Boxing is good also. Nothing wrong with boxing. But like I said, it's just one range, the free-fighting range. It doesn't go over the other two ranges. But, boxing does train much more realistically in the free-fighting range than Taekwondo does. They don't teach kicks, but they do teach how to punch faster and harder than TKD does, as well as tactics, combos, and defense work that TKD misses. Boxing also covers the scary close distance range of free-fighting, something that TKD doesn't. And if you go on to train in MMA or Gracie Jiujitsu, your boxing skills will fit in perfectly. It's not going to be time wasted, in other words.
Another good one to look at is Muay Thai. Thai boxing is powerful and effective. Taekwondo emphasizes "points", but Muay Thai emphasizes damage, defense, and knock-outs.
Point fighting means that you can kick or punch an opponent somewhere, and it counts as a point even if you just lightly tap it. In Taekwondo, they can hit hard, but they often "slap" or "tap" to make a point, because it means less "winding up" and telegraphing. That translates into faster strikes, but at the expense of power and the ability to hurt your opponent.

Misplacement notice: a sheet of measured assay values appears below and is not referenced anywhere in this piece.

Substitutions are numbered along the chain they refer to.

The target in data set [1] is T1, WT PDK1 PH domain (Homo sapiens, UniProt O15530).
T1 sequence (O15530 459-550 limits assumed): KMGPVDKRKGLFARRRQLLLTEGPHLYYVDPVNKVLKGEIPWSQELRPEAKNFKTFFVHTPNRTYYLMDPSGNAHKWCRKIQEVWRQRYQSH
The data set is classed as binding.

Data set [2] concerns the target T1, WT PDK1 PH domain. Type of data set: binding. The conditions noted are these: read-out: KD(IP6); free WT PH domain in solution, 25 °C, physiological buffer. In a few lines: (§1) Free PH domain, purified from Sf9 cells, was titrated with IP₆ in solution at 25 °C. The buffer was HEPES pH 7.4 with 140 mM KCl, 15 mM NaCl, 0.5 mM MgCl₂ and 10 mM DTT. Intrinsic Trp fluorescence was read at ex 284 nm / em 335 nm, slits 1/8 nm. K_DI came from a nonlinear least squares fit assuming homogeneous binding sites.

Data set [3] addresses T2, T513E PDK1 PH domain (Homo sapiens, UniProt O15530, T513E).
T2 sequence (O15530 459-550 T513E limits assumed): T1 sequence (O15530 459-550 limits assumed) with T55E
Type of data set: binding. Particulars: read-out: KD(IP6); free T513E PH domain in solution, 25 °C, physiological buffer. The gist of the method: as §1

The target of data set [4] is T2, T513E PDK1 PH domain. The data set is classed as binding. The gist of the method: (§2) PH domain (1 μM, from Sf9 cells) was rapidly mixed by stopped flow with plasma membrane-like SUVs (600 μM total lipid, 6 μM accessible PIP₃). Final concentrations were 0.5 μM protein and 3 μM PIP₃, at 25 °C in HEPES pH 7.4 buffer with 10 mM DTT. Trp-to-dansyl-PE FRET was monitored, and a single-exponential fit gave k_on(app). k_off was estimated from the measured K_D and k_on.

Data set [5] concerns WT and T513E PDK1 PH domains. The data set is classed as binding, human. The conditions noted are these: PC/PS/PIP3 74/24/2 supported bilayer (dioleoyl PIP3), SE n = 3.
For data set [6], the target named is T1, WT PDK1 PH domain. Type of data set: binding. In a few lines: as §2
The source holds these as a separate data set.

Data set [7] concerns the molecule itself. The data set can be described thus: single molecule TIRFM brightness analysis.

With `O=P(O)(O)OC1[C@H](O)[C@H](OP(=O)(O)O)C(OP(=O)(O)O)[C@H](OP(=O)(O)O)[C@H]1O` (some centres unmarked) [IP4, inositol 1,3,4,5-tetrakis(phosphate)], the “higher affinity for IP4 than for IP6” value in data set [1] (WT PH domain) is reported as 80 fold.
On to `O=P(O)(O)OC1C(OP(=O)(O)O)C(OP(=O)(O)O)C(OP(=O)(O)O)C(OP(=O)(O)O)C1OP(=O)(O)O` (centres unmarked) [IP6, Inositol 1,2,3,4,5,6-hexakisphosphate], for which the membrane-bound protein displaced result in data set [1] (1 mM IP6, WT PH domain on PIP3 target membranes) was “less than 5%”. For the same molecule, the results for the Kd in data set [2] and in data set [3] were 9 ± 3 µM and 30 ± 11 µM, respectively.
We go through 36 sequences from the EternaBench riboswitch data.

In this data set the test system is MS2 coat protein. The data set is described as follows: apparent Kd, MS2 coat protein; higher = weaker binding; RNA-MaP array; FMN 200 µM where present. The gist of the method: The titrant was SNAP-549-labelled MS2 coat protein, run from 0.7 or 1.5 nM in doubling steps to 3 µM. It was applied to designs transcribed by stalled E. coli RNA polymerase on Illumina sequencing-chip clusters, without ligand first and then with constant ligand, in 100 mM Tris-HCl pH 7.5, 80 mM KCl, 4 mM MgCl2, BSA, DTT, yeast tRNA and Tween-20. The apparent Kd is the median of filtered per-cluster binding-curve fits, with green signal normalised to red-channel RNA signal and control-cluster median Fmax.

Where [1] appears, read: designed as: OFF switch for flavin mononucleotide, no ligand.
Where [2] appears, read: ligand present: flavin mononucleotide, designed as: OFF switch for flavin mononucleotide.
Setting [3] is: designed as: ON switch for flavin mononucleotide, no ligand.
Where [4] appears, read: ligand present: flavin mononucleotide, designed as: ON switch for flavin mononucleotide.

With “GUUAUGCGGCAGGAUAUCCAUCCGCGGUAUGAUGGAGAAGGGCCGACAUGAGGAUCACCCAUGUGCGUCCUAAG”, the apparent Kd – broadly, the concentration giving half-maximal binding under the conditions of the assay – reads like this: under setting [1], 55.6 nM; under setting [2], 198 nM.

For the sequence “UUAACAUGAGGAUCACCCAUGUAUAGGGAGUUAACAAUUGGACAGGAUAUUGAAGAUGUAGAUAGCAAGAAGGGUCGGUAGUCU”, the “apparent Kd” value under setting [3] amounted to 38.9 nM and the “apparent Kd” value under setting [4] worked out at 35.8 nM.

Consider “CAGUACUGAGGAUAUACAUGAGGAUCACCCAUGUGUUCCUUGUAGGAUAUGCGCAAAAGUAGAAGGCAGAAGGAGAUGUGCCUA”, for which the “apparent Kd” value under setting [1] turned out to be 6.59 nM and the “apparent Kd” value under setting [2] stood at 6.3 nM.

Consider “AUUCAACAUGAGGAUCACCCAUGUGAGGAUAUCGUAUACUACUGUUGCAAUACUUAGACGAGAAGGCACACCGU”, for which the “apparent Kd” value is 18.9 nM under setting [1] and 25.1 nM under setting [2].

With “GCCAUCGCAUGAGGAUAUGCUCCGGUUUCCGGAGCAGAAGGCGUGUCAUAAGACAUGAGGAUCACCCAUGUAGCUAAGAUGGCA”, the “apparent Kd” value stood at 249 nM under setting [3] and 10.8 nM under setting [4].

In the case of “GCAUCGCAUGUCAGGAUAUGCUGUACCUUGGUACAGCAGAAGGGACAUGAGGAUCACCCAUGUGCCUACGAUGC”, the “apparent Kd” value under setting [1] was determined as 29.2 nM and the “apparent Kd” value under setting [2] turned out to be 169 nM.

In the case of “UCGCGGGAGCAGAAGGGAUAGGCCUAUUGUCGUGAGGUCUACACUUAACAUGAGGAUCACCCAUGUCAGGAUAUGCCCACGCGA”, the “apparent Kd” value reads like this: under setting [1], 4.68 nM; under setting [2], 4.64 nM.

In Taekwondo, they even have rules against causing your opponent to bleed or hitting with "excessive" force. So when you train like that all the time, you will tend to optimize for those sports rules. In TKD, that means your punches and kicks will usually connect and with far less force than would occur with Muay Thai or boxing.
And as a side-effect of point sparring, if you only get hit with light force blows, then you're not going to defend quite as strongly. So when you find yourself getting hit "for real", with enough power to knock you out in a single blow, you will probably attempt to block it, and it will partially work, but it will still hit you very hard. You might even lose your balance and fall from the blow. At which point, you're on the ground with no knowledge of ground fighting.
So again, my vote is in favor of Muay Thai and boxing, but more or less against Taekwondo if your goal is realistic self-defense. The Muay Thai and boxing are limited in many ways, but they at least are realistic at what they do and can be combined with Brazilian Jiujitsu, Wrestling, kick-boxing, and MMA. Taekwondo is okay only if you intend to go on to train in Thai boxing, kick-boxing, boxing and/or MMA. That is, again, if your goal is realistic self-defense.
But again, I strongly recommend looking at qualified Gracie Jiujitsu schools first. That will give you the biggest bang for your buck. The time you put in there will be worth it.